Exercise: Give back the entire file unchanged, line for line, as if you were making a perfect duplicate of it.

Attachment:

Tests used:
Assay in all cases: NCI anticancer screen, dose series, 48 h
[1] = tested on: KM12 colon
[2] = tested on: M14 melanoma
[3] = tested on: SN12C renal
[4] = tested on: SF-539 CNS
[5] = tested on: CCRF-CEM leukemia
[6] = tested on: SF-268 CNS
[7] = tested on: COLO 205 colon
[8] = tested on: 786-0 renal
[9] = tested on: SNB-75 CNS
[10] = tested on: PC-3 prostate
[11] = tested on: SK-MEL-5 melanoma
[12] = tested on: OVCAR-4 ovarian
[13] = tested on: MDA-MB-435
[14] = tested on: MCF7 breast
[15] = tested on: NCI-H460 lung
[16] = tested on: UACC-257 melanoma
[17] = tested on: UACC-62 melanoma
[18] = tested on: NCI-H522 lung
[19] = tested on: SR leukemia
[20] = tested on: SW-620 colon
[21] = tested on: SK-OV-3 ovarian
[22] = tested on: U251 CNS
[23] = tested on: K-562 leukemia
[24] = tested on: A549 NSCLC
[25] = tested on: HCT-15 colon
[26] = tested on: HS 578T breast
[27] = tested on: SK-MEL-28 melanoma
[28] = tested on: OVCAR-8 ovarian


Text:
Tests used:
Assay in all cases: NCI anticancer screen, dose series, 48 h
[1] = tested on: KM12 colon
[2] = tested on: M14 melanoma
[3] = tested on: SN12C renal
[4] = tested on: SF-539 CNS
[5] = tested on: CCRF-CEM leukemia
[6] = tested on: SF-268 CNS
[7] = tested on: COLO 205 colon
[8] = tested on: 786-0 renal
[9] = tested on: SNB-75 CNS
[10] = tested on: PC-3 prostate
[11] = tested on: SK-MEL-5 melanoma
[12] = tested on: OVCAR-4 ovarian
[13] = tested on: MDA-MB-435
[14] = tested on: MCF7 breast
[15] = tested on: NCI-H460 lung
[16] = tested on: UACC-257 melanoma
[17] = tested on: UACC-62 melanoma
[18] = tested on: NCI-H522 lung
[19] = tested on: SR leukemia
[20] = tested on: SW-620 colon
[21] = tested on: SK-OV-3 ovarian
[22] = tested on: U251 CNS
[23] = tested on: K-562 leukemia
[24] = tested on: A549 NSCLC
[25] = tested on: HCT-15 colon
[26] = tested on: HS 578T breast
[27] = tested on: SK-MEL-28 melanoma
[28] = tested on: OVCAR-8 ovarian